Marigolds draped over stone gods sit peacefully in front of house temples. Their stone eyes conveying so much emotion with wrinkles and big teeth etched into their faces.
We walked the streets many times. Taking a ‘historical buildings of Ubad tour’ and parading down the central street one evening to Alun-Alun (Grand Square) “Astina”. We tried local foods, including exotic fruits we’d never seen before. A sharp taste of durian even stronger than its aroma. We were entertained by dancers and musicians at every turn. The Grand Square had four stages with concurrent performances. Multi-person dragons and wild looking hairy men danced and shouted as the night set in. A crowd gathered to enjoy the spectacle.
The evening was the formal opening of the ‘Folk Market’ by the Regent of Gianyar. Outside of the market was even more impressive, with hundreds of ancient bonsai. A competition was being held, showcasing these remarkable, almost mythical-looking trees.
The evening followed an eventful day at the Taman Nusa, heritage ‘theme park’. Traditional houses and people in traditional dress represented all different Indonesian cultures and times. My presentation in the ‘Intangible Heritage – The Heart and Soul of Heritage Interpretation’ workshop was well received (see previous article with full presentation).
More workshops were held the following day. This time at the Bali Safari and Marine Park. We boarded safari busses on arrival, and toured the park, photographing the exotic animals – from Indonesian hog-deer to African giraffe.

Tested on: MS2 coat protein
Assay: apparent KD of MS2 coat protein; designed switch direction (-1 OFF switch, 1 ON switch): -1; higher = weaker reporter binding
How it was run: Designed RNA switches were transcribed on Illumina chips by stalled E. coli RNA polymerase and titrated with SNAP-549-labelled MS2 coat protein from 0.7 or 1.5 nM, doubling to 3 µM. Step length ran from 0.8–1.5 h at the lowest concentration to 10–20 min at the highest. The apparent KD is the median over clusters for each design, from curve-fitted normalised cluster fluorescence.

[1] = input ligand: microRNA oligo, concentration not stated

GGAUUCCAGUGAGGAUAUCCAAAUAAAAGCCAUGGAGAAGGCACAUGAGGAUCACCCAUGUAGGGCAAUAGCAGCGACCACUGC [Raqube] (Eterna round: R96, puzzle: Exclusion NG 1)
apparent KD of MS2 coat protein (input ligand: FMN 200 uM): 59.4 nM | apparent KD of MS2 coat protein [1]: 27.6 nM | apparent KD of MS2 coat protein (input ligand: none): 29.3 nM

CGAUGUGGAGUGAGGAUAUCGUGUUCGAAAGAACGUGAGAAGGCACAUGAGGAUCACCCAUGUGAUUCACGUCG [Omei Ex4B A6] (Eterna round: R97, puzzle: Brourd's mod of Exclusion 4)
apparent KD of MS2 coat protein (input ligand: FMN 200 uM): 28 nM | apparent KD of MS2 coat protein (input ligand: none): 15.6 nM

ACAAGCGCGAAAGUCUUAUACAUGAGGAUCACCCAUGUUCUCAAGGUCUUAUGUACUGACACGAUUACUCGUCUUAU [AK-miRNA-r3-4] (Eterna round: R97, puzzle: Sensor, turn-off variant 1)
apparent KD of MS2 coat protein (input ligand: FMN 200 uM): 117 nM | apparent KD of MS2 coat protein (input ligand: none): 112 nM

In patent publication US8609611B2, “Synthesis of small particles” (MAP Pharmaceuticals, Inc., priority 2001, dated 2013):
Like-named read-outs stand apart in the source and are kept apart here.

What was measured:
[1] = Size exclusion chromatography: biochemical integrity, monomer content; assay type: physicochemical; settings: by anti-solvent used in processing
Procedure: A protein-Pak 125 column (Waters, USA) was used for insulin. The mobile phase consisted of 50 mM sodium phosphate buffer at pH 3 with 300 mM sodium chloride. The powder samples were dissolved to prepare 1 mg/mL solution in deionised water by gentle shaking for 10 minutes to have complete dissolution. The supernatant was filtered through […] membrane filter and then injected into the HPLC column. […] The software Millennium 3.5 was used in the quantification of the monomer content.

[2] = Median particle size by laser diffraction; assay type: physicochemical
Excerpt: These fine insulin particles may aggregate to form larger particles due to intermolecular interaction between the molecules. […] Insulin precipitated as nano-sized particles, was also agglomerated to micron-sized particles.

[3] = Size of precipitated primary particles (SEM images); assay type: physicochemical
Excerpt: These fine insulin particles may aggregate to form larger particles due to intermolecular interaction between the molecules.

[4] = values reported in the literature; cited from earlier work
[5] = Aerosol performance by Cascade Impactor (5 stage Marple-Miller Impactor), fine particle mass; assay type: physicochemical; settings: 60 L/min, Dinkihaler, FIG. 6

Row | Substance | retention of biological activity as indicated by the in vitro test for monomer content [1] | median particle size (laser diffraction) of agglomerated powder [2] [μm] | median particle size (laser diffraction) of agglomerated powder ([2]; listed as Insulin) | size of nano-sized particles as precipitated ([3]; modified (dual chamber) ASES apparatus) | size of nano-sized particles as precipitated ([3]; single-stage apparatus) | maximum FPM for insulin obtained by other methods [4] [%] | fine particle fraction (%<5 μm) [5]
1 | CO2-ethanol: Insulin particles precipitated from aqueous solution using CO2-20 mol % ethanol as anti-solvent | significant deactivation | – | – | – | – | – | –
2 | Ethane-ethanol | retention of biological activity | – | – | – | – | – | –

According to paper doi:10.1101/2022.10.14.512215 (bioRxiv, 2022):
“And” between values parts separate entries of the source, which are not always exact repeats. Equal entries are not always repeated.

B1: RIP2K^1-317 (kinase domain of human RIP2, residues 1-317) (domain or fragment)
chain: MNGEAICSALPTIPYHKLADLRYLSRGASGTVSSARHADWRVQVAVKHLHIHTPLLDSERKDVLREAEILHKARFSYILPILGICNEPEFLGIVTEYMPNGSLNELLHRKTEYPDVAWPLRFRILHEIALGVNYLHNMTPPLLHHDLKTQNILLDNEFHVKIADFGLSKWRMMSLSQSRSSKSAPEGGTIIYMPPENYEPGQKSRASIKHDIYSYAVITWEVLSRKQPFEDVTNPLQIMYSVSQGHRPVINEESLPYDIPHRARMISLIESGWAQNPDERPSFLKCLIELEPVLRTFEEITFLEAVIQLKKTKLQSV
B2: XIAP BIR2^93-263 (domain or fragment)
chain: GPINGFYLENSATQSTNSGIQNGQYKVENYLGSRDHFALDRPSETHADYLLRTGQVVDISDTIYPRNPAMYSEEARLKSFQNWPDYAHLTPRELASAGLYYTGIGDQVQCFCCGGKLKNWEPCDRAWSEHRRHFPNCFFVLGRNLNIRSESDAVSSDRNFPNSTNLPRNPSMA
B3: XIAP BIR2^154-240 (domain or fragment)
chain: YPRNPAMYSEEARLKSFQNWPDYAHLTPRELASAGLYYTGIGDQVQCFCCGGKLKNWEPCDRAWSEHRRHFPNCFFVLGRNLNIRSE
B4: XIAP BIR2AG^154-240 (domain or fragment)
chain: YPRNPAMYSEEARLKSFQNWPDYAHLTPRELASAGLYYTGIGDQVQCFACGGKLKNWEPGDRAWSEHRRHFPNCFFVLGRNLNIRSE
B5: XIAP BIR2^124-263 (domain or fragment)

The tour was followed by a plenary on heritage leadership and discussion on new strategies for expanding audiences. The shift from managing cultural heritage ‘for people’ to managing ‘with people’ is one the National Trust moment has embraced and championed. The plenary ended and we moved to a theater, larger than anyone had seen before. The opera ‘Bali Agung’ was spectacular. Giant puppets and hundreds involved in the case. A gripping story line that jumped from Indonesian to English, live birds released and flying to their positions, water jetting from a moat around the stage, and 5 elephants in the act. It was truly spectacular.
That evening we were honored to dine at the Puri Gianyar Royal Palace, for the conference’s Gala Dinner. Music and dancing of course, and group photographs once again. It was lovely to catch up again with a growing number of Indonesian friends, who make us feel so welcome in their country.